An inflammation of the appendix is called Appendicitis.

The appendix is a small, tube-shaped pouch attached to your large intestine. It’s located in the lower right side of your abdomen. The exact purpose of the appendix isn’t known. However, it’s believed that it may help us recover from diarrhea, inflammation, and infections of the small and large intestines. These may sound like important functions, but the body can still function properly without an appendix

Appendicitis is a medical emergency that requires prompt surgery to remove the appendix. Left untreated, an inflamed appendix will eventually burst, or perforate, spilling infectious materials into the abdominal cavity. This can lead to peritonitis, a serious inflammation of the abdominal cavity's lining (the peritoneum) that can be fatal unless it is treated quickly with strong antibiotics. ☹️

All cases of appendicitis are treated as emergencies, requiring surgery.

Causes for Appendicitis

Appendicitis occurs when the appendix becomes blocked, often by stool, a foreign body, or cancer. Blockage may also occur from infection, since the appendix swells in response to any infection in the body.

Symptoms of Appendicitis
  • Usually the first sign is dull pain near the navel or the upper abdomen that becomes sharp as it moves to the lower right abdomen. 
  • Loss of appetite
  • Nausea and /or vomiting soon after abdominal pain begins
  • Abdominal swelling
  • Fever of 99-102 degrees Fahrenheit
  • Inability to pass gas
  • Painful urination
  • Severe cramps
  • Constipation or diarrhea with gas
Do not eat, drink, or use any pain remedies, antacids, laxatives, or heating pads, which can cause an inflamed appendix to rupture.


Diagnosing appendicitis is bit tricky. Symptoms of appendicitis are frequently vague or extremely similar to some other diseases like ailments, including gallbladder problems, bladder or urinary tract infection, Crohn's disease, gastritis, intestinal infection, and ovary problems.

Usually following tests are used to make the diagnosis of appendicitis
  • Abdominal exam to detect inflammation
  • Urine test to rule out a urinary tract infection
  • Rectal exam
  • Blood test to see if your body is fighting infection
  • CT scans and/or ultrasound

The standard treatment for appendicitis is to remove the appendix, which is called an appendectomy.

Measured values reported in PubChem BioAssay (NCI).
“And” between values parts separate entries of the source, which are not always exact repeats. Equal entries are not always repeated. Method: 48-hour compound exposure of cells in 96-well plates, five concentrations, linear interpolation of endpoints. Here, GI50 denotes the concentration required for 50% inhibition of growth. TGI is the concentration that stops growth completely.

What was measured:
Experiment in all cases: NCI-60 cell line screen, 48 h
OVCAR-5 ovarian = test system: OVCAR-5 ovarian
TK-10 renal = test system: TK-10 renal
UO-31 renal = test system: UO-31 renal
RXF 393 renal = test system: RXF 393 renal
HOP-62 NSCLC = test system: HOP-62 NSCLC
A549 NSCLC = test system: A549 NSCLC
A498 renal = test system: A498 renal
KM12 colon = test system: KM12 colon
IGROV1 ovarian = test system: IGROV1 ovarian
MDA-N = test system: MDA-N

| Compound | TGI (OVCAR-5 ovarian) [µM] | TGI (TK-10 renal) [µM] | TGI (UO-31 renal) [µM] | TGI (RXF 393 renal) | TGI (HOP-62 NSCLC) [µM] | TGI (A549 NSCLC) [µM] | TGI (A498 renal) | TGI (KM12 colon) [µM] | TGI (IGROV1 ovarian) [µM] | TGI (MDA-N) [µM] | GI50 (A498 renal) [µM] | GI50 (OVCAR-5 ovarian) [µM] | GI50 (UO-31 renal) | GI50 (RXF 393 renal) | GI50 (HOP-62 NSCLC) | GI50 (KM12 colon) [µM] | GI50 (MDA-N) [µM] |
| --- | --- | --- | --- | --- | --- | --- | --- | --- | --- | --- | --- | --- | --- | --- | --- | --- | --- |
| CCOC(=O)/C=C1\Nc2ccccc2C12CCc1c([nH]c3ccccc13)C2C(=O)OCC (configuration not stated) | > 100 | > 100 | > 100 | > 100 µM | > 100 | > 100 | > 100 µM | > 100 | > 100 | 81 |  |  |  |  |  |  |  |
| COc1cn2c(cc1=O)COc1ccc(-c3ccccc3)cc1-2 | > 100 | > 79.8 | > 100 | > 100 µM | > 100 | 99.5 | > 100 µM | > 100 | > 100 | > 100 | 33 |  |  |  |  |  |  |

Generally, if appendicitis is suspected, doctors tend to err on the side of safety and quickly remove the appendix to avoid its rupture.

But using antibiotics may eliminate the need for surgery for acute appendicitis.


There are two types of appendectomy
  1. Open appendectomy
  2. laparoscopic appendectomy.
The type of surgery depends on several factors, including the severity of your appendicitis and your medical history.

Open Appendectomy
An open appendectomy if your appendix has ruptured and the infection has spread to other organs. It’s also the preferred option for people who have had abdominal surgery in the past. During an open appendectomy, a surgeon makes one incision in the lower right side of the abdomen. Appendix is removed and the wound is closed with stiches. This procedure allows to clean the abdominal cavity if your appendix has burst.

Laparoscopic Appendectomy
Laparoscopic surgery is usually the best option for older adults and people who are overweight. It has fewer risks than an open appendectomy procedure, and generally has a shorter recovery time. During a laparoscopic appendectomy, a surgeon accesses the appendix through a few small incisions in your abdomen. A small, narrow tube called a cannula will then be inserted. The cannula is used to inflate your abdomen with carbon dioxide gas. This gas allows the surgeon to see your appendix more clearly. Once the abdomen is inflated, an instrument called a laparoscope will be inserted through the incision.

The laparoscope is a long, thin tube with a high-intensity light and a high-resolution camera at the front. The camera will display the images on a screen, allowing the surgeon to see inside your abdomen and guide the instruments. When the appendix is found, it will be tied off with stiches and removed. The small incisions are then cleaned, closed, and dressed.

Thanks for reading Appendicitis

« Prev Post